Its always a pleasure to meet other third culture kids around the world. Daniel is an active member of the TCKid communities on social media and that is how I got to know this globe-trotting TCK (aren't we all global nomads!?)
What is your name?
What is your name?
Where were you born?
Houston, Texas, USA
What is your heritage?
Both my parents were Vietnamese, and moved to the US essentially as a result of the war, and met there.
Where have you lived and how long at each place?
Houston, Texas for 3ish years (as a baby though)
Jakarta, Indonesia for 14 years
Ann Arbor, Michigan for 2 years
Switzerland for about 3.5 years, though alternating between Zürich and Wallis
Fort Lauderdale, Florida for 2 years
Took a few months back in Switzerland, but in Biel.
Took a little under a year off for backpacking around Asia, of which most of it was spent in Penang, Malaysia.
Back in Zürich, Switzerland for the past 5 years.
Home for me really depends on the people around me, because places can change. It's not so cut and dry, though. Places are important too, and ultimately home comes from that combination of places that you feel comfortable in, with people you like having around you that help you feel at home. And yes, this can be more than one place.
Where do you consider "home" and why?
Right now it's Zürich. In contrast to the rest of my adult life, I've lived here consistently for a long time now. It's been long enough to make friends, to become familiar with my surroundings, to acclimatise. It's the kind of consistency I haven't had for a long time, but to be honest it's still tempered by knowing I'm still legally a foreigner here. So while it feels like home, there's a very good chance it can't be home. We'll see.
I felt more or less at home when I worked in Fort Lauderdale, because of working and the people I had around me. I did realise that as time went on those people largely changed by moving around, and with it the sense of home got lost. In that case, it was very dependent on people. By contrast, Penang felt quite home-like when I was there, though I didn't have many friends there at the time, so it was more tied to the place.
So basically... it depends.
Do you have interests in the following: foreign languages, international relations, travelling, international politics, different cultures of the world, etc... Yes/No If so, do you think your background has helped you develop these interests?
Very much to all of these. I grew up interested in history, which became an interest in politics. While my experience wasn't necessary to create these interests, it definitely helped. Growing up in an Indonesia which was under a dictatorship and transitioned to a more-or-less functioning democracy has, honestly, defined my political perspective and interests. Travelling and being able to compare, first hand, didn't places, cultures, and political systems, has given me a perspective that others I meet still can only learn from media.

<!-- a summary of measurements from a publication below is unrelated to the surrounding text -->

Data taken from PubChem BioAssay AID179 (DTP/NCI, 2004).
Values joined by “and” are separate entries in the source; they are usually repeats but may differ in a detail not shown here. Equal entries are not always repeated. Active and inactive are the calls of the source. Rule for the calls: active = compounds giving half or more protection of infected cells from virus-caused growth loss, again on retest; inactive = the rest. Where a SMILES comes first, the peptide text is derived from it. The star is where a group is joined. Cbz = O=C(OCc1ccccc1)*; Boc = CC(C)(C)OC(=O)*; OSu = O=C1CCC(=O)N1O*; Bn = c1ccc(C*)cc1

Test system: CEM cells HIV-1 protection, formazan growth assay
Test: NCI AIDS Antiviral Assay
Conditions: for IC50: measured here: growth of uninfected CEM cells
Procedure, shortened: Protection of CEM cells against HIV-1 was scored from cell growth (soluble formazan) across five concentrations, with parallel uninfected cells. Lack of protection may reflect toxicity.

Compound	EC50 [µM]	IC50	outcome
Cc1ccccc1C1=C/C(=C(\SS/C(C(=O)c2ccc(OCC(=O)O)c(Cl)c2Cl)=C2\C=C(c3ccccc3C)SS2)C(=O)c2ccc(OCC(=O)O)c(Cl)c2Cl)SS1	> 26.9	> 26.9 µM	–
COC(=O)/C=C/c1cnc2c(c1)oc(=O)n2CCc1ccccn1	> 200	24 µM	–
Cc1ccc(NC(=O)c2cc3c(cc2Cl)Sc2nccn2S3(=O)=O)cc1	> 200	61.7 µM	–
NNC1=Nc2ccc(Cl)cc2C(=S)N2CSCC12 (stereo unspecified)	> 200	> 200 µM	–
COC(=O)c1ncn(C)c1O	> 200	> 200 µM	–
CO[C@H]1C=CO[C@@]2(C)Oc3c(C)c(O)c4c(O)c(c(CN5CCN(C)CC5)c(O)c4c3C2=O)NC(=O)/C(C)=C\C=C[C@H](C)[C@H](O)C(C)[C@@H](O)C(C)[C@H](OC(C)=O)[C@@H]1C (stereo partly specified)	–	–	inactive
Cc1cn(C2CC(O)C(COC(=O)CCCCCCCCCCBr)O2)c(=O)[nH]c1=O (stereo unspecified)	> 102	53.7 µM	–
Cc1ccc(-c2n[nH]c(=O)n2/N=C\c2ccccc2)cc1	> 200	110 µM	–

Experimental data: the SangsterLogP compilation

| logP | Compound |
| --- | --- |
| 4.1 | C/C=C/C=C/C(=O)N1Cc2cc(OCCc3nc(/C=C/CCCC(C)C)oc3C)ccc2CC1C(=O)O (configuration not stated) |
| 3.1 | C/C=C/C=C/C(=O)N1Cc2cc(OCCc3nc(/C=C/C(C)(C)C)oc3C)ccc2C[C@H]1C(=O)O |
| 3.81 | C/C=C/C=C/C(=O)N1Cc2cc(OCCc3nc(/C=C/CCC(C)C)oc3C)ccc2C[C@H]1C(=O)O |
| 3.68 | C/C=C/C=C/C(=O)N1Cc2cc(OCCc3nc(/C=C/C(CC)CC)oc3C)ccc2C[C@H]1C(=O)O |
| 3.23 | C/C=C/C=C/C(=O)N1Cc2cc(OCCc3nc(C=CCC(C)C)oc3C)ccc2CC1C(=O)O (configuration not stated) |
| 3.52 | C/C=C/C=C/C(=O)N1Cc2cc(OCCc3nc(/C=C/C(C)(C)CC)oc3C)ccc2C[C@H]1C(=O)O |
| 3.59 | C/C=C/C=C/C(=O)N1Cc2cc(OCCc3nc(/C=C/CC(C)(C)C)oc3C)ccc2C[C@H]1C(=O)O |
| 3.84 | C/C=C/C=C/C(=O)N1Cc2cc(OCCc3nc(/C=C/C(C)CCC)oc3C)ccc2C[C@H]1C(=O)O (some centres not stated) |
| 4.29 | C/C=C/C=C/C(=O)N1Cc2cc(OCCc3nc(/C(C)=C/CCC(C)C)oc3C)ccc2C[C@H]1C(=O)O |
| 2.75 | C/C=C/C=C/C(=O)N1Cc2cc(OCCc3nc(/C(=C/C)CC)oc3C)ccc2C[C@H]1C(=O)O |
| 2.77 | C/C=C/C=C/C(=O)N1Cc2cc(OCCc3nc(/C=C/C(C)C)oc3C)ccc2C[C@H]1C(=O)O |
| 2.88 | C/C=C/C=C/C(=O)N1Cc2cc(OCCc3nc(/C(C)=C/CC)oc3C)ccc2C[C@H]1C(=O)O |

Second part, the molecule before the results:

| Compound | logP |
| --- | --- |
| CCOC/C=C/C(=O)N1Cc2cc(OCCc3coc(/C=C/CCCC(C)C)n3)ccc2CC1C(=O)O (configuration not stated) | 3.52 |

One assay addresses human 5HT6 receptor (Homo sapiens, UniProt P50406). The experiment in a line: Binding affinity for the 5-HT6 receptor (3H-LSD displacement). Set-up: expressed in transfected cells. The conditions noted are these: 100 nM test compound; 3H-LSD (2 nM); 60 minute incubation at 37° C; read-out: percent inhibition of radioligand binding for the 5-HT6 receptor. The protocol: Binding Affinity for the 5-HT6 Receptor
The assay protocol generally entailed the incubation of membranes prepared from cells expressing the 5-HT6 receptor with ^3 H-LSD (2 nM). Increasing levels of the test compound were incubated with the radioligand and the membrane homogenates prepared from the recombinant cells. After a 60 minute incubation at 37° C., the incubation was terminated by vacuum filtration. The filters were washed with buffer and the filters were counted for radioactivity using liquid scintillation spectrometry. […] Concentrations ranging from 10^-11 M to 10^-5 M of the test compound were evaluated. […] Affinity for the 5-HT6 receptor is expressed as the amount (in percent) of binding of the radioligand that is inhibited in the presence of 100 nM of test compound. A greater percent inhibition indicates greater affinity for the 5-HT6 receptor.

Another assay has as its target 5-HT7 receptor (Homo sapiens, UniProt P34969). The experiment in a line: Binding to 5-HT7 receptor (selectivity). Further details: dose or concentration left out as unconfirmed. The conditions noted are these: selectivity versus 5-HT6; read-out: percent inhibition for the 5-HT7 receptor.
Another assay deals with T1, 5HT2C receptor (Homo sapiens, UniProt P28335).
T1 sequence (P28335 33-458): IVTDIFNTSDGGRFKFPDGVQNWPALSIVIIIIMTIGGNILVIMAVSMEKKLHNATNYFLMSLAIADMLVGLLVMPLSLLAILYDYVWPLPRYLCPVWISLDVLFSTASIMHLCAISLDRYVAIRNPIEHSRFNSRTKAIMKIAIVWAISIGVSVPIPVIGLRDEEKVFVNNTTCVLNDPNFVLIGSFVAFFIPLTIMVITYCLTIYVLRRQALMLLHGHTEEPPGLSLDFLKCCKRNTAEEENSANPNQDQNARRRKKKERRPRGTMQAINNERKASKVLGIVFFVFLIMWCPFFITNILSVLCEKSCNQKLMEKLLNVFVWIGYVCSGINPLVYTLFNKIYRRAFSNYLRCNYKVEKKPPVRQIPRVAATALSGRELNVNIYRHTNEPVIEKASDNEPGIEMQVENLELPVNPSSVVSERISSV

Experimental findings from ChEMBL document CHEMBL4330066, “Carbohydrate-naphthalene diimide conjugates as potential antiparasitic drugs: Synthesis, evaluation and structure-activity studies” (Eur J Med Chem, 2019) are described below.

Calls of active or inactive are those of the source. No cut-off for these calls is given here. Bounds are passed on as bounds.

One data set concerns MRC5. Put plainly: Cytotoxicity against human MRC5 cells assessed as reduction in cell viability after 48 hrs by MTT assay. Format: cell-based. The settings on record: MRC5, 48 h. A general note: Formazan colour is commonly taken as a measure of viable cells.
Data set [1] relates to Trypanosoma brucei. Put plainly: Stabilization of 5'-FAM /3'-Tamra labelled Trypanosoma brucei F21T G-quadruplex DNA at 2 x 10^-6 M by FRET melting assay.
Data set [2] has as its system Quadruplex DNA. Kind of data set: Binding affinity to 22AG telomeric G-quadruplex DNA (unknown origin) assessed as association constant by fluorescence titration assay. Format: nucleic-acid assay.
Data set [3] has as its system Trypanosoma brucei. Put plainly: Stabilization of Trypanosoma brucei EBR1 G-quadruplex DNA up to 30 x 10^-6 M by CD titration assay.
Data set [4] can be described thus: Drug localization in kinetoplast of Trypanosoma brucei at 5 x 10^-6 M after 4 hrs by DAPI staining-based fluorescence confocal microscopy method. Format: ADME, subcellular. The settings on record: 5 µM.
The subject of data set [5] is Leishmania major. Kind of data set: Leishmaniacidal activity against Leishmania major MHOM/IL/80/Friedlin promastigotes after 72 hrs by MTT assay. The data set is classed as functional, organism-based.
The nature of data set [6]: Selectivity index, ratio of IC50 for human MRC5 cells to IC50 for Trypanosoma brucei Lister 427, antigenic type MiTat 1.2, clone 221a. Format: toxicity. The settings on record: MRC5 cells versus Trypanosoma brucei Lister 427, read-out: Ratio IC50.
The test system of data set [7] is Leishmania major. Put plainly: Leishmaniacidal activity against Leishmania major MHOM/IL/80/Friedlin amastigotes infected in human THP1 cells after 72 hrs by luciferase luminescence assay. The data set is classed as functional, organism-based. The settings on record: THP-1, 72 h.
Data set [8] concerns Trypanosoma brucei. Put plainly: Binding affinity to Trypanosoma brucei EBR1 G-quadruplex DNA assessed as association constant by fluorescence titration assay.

What are your thoughts on globalization? Current political situation?
The reason I had the life I did was because my dad worked for an international company. It has, mostly, been the reason we moved around between the US, Indonesia, and Switzerland. So it's safe to say that we have been beneficiaries of globalisation in a much more tangible way than most can claim. It's likely, however, that the expatriate lifestyle, at least through those means, is probably fading. Developing countries can't really justify bringing foreigners over and giving them the expatriate life.
One of the benefits of being this kind of TCK though, is that you get to see both sides of globalisation. You get to see how it can make developing countries grow, like Indonesia, you get to see how it can make countries rich, like Switzerland, and you get to see the backlash against it, like in the US. It sort of becomes difficult to look at it in the local terms most people do.
How are your thoughts on world affairs different from those around you?
This has really varied depending on my company. There's a popular perception that Europeans are more globally aware than Americans, and it sort of correlates, but awareness doesn't necessarily equal wisdom. I have met blind idealists, pragmatic cynics, and everything in between. It's pretty good overall, since at least there's awareness and interest. I can't quite say the same in some other places I've lived. But there are different kinds of ignorance you can find just about anywhere, as well as different kinds of awareness. I find that the best approach is just to look at everyone with an open mind and to listen first and form impressions as you accumulate information, not before.
Do you plan on incorporating a large amount of travel with your career?
I hope to, but it really depends on how my career works out. And where that ends up being.
Thank you Daniel! Follow his ongoing TCK journey through social media: